Trump was not repudiated

Dora Longo Bahia. Escalpo Paulista, 2005 Acrylic on fiber cement, 210 x 240 cm
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By ADAM TOOZE*

Rather than a dismissal of Trump, the election results rearrange the finely balanced and deeply polarized configuration that has prevailed in American politics since the days of Bill Clinton.

Whatever comes out of the 2020 US election, one thing is certain: it did not produce a sweeping repudiation of Donald Trump. The shock of 2016 has not been undone. There is nothing in the result to atone for the last four years' humiliation, shameful vulgarity and lawlessness. Even if Joe Biden is finally sworn in as president, it will be difficult for his supporters to reconcile with the fact that Trump has not been booed in disgrace off the biggest stage of world politics. This is not just an inconvenient truth for the United States; it also has implications for the rest of the world.

“Rather than a rejection of Trump, the election results rearrange the finely balanced and deeply polarized configuration that has prevailed in American politics since the days of Bill Clinton in the 1990s. command an overwhelming majority in the small towns and rural areas of white America. Despite his abusive hostility toward immigrants, Trump has made notable gains among the very diverse group crudely lumped together under the "Latinos" label. Surprisingly, he did well not only in the anti-socialist communities of Cubans and Venezuelans in Miami, but also among Mexican-Americans in Texas. And he continues to garner the most votes from white women and men of all backgrounds.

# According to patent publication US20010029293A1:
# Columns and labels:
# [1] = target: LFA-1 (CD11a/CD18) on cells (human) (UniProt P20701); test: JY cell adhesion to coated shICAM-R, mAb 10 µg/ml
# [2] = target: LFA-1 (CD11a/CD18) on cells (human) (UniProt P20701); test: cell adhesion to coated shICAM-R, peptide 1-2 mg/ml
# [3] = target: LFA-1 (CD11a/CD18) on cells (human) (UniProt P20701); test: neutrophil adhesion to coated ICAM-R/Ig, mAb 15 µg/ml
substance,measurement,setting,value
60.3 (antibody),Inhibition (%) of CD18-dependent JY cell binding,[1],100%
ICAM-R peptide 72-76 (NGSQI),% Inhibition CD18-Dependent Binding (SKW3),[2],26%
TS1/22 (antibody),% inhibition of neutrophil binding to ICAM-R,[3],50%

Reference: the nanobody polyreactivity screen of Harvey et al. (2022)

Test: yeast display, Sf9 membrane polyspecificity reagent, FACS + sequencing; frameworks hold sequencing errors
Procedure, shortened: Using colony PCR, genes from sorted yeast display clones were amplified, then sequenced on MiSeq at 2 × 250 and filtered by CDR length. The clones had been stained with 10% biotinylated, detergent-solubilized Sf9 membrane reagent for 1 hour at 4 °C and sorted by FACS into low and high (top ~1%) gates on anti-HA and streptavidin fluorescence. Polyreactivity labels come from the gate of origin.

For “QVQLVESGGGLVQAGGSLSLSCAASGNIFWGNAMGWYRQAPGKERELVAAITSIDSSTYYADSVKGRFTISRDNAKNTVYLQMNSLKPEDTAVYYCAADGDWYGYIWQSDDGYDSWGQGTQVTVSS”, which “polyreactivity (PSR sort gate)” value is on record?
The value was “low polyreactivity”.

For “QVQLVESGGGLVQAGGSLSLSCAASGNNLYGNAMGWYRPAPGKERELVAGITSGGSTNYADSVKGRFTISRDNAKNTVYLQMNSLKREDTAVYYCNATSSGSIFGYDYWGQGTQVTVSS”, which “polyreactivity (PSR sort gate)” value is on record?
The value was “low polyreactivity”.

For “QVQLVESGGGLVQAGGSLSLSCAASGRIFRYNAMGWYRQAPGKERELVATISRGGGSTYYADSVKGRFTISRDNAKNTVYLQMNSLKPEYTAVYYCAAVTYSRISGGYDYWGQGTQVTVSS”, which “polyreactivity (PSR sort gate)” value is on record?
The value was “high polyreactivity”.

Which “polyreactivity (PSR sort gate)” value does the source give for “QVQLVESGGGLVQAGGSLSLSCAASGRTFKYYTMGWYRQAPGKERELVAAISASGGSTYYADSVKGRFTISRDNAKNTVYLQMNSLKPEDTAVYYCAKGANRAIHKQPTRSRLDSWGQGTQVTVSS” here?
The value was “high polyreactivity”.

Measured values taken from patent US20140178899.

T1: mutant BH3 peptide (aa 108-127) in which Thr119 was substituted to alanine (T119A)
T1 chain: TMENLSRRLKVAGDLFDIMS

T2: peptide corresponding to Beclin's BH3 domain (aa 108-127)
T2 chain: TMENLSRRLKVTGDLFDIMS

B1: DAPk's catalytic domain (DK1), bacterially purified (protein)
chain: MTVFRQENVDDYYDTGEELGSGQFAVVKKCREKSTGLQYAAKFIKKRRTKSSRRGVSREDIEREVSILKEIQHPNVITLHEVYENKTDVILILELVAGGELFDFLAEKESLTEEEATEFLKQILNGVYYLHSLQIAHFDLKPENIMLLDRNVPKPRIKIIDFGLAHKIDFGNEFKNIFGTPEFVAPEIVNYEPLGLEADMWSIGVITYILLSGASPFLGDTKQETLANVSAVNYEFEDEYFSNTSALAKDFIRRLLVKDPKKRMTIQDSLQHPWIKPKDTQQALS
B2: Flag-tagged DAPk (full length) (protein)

“In the meantime, no one, inside or outside the country, should have any illusions about the size of the nationalist and xenophobic electoral bloc. The GOP [Republican Party] has entered Viktor Orbán and Recep Tayyip Erdoğan's territory and yet it commands solid support. Indeed, for a sizable minority of the electorate, it is precisely the stridency of Trump and the Republican Party that attracts. They love Trump's aggressiveness and his gleeful slaughter of liberal sacred cows. Now that he has modeled the style, many others will want to follow suit.

“In a divided country, virtually every facet of reality is viewed through a partisan lens. Not without reason, Democrats have tried to make the election a referendum on Trump's handling of the coronavirus crisis. But that wasn't a winning letter. Nearly half of Americans disagreed that Trump's disastrous and irresponsible performance disqualified him from the presidency. That does not bode well for the disease control effort, which would be the first task of a Biden administration.

“If there is no collective will to take preventive action, everything will continue to depend on a magic bullet: a vaccine. But even this does not guarantee success. Opinion polls suggest that no more than a slim majority will agree to be vaccinated, with Republican-leaning Americans being particularly resistant. The implication is that the US will falter, not effectively controlling the outbreak and experiencing repeated lockdowns. The impact on communities and small businesses is likely to be devastating.

“Even assuming the virus can be mastered, a Biden administration would face an uphill political battle. Its formidable enemy is the Republican Party in Congress, led by Mitch McConnell, the sulphurous head of the Senate Republicans. Before the election, riding on a wave of excessive optimism about the likely outcome, Nancy Pelosi [Democratic Representative and Speaker of the House] played a dangerous game. The House speaker has championed a massive second stimulus package, more than $2 trillion, but no 'blue wave' has brought Democrats into control of Congress.